Movie Review: ‘Kung Fu Panda 4’ feels a bit flabby

click to enlarge Movie Review: ‘Kung Fu Panda 4’ feels a bit flabby
DreamWorks Animation

The “Kung Fu Panda” series is running low on skadoosh.

“Kung Fu Panda 4,” the latest entry in the franchise, which began in 2008 (and we last visited in 2016), is a crisply animated family friendly adventure that doles out too many whirring fight scenes and not enough nuggets of wisdom. We do get lessons in teamwork, patience and inner peace, but a flimsy story and a weak villain don’t do Po — the big-hearted, Jack Black-voiced, dumpling-loving giant panda at the center of the saga — any favors.

Po is back in his tranquil Valley of Peace where he’s getting ready to choose his Dragon Warrior successor so he can ascend to the role of spiritual leader. But he’s not quite ready to give up his position just yet, despite the insistence of his wise Master Shifu (voiced by Dustin Hoffman) that it’s time he move on to the next phase in his life.

Meanwhile Po comes across a thieving fox named Zhen (voiced by Awkwafina) and squares off against the Chameleon (voiced by Viola Davis), a shape-shifting villain who can inhabit the body of whatever being she desires, an extremely loose interpretation of a chameleon’s key traits. And he’s called on to save the day from the Chameleon’s reign of terror, all while sending everyone off with a smile and a skadoosh, the Jack Black-ism which, when spoken, gives Po extra special powers.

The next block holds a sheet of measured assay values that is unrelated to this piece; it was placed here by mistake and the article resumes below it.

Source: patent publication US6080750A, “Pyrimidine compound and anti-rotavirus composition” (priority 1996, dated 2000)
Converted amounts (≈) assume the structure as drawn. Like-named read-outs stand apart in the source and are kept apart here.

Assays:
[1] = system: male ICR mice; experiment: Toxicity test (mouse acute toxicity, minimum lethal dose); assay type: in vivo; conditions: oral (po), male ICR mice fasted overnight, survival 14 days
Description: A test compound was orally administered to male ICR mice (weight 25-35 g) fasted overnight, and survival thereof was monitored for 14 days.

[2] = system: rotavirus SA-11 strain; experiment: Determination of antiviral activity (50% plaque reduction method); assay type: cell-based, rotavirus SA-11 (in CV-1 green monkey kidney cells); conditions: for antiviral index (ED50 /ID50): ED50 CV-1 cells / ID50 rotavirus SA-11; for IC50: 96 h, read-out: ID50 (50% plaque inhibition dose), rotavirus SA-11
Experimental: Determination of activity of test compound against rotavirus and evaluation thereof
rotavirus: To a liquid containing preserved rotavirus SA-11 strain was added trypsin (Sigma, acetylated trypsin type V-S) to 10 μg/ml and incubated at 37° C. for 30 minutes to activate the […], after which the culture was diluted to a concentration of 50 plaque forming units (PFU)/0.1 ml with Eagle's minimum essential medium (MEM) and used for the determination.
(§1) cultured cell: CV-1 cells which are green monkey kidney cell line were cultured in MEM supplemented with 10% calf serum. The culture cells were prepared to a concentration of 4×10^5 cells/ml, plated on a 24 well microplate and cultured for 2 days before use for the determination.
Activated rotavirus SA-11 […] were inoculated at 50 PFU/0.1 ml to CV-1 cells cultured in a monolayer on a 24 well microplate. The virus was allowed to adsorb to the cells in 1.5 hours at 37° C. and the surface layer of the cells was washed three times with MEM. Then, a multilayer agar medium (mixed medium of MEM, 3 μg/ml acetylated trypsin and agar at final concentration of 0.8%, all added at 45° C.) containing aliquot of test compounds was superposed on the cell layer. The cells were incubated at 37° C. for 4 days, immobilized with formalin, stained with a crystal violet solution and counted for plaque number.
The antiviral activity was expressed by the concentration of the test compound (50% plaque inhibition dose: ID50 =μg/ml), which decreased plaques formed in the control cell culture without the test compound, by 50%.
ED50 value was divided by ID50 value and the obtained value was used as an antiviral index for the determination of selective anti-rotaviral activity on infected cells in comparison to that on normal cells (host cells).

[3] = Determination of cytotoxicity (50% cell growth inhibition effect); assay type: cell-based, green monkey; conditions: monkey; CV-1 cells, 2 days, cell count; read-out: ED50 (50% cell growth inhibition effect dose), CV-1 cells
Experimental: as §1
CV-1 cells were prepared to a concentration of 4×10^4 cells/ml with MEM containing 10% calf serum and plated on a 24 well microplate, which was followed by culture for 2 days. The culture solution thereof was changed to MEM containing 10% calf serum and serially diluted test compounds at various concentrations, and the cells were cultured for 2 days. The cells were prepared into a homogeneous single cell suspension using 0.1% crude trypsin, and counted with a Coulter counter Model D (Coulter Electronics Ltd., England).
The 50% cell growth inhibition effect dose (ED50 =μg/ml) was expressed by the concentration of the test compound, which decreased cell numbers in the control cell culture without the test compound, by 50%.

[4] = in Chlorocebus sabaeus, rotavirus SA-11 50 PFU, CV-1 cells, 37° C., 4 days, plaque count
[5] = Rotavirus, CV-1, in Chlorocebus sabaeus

It’s all delivered with a light touch by director Mike Mitchell (“Trolls”), although as the character double-crosses and monotonous battle sequences pile up in the film’s second half, the series’ Zen-like qualities are harshed. As a villain, the Chameleon’s powers to be anything end up reducing her to nothing, and as she embodies characters from “Kung Fu Panda” entries past, the series feels like it’s out of new things to say or do.

Po is still a kindly, lovable hero, and Black’s spunky voice work and oversize personality give him the creative license to cover Britney Spears’ “...Baby One More Time” over the closing credits, you know, just because. But when it comes to “Kung Fu Panda,” baby, four times is plenty. Master Shifu is right: it’s time to move on.

Graham reviews films for The Detroit News.

Grade C+

MPA rating: PG (for martial arts action/mild violence, scary images and some mild rude humor)

Running time: 1 hour, 34 minutes.